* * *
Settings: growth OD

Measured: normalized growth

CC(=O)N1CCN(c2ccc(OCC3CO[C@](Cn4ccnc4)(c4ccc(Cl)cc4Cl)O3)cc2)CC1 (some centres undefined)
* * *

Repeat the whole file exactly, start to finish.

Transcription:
Settings: growth OD

Measured: normalized growth

CC(=O)N1CCN(c2ccc(OCC3CO[C@](Cn4ccnc4)(c4ccc(Cl)cc4Cl)O3)cc2)CC1 (some centres undefined)